Scientists and civilians alike marvel at the exceptional skills birds, wild land animals and fish have of navigating long distances. Most migrate either for breeding reasons or due to environmental change, and for a long time, science has worked to explain the process and cues involved in the massive animal movements experienced in different parts of the world annually. Recently, researchers have been working to understand this capability in domesticated animals.
Animals use sensory systems in their brains in order to successfully travel long distances. Desert ants for instance, make use of the environmental olfactory cues and odor plumes – clouds of scent that are normally dispersed by the wind. The moving scents help them to navigate close to food sources and back into their nests. Honey bees on the other hand, rely on their memory, and have very clear and detailed recall of the route paths to feeding sites when they detect scents from that given particular location. Birds use magnetic positional information of the sun and stars for travelling. Other creatures use seismic vibrations, vibrations of prey captures, and infrasound when navigating.
What about dogs?
Some dogs have shown amazing skills and travelling abilities without the use of any of the things that we human depend entirely on when travelling. Take, for instance, the story Pero the sheepdog. Pero managed to travel back to his original home from Cockermouth in Cambria to near Aberystwyth on the coast of Mid Wales. The four year old sheepdog was able to cover an astounding 240 miles in 2 weeks. His microchip later confirmed that indeed, the dog had been able to successfully find its way back home.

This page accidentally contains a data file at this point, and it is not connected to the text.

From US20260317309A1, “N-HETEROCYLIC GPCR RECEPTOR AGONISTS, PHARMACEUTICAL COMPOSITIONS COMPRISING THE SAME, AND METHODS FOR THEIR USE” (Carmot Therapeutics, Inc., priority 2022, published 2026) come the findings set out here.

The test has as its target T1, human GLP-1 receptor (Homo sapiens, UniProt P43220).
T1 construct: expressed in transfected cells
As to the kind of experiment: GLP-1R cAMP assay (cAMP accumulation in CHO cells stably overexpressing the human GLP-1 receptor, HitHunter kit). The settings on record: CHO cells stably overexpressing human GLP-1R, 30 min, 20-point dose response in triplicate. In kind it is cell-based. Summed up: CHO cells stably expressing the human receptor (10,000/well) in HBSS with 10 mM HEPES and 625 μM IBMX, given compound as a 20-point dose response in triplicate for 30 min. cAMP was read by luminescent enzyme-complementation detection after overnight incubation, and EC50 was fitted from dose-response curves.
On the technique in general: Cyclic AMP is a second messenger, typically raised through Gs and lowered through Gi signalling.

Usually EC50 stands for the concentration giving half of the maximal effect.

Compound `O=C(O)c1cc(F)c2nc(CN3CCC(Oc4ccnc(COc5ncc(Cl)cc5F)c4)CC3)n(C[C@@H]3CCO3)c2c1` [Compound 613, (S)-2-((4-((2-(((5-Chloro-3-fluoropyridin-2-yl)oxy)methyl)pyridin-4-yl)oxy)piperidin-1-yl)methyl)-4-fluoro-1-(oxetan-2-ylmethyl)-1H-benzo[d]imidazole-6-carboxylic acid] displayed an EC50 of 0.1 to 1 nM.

While we take for granted a wild animal’s ability to migrate and roam and cover large areas, stories like Pero’s seem to illustrate the special relationship and bond that some domesticated animals have with their owners. It looks like something magical! Many have wondered about the scientific explanation behind journeys like Pero’s… how was it possible?
“Some dogs have shown amazing skills and travelling abilities without the use of any of the things that we human depend entirely on when travelling.”
Dogs are believed to use a complex integration of both external and internal systems and signals. When dogs experience positive interaction with places and people they desire to return there. Certainly then, emotional bond between dogs and their owners plays large part in what drives a dog to return home, and they seem to rely primarily on their extraordinary olfactory ability to do so. Dogs have something like 300 million olfactory receptors in their noses, compared to the six million that people have. Dogs are able to focus on one particular scent and follow it, and scientists are only now beginning to understand how they do this over long distances without distraction. They explain that dogs extend their range of scents-as-guides is by traveling through overlapping circles of scents… moving closer and closer to their final destination by picking up familiar odors, one after the next, until they reach home.
Recent studies show that dogs and some primates also possess a molecule that is highly associated with magneto reception – the ability to sense a magnetic field. It is possible that some species, like dogs, use this molecule to hone into magnetic fields in order to identify and find desired locations. Magneto reception has been detected in several organisms, but scientists have been unable to come up with a solid explanation as how different animals use this molecule.
Will your dog find his way back to you like Pero found his owners? Maybe! Until more is known though, your dog is still at risk for getting lost. So be sure to always keep your dog on a leash, and have him or her microchipped for an added layer of security.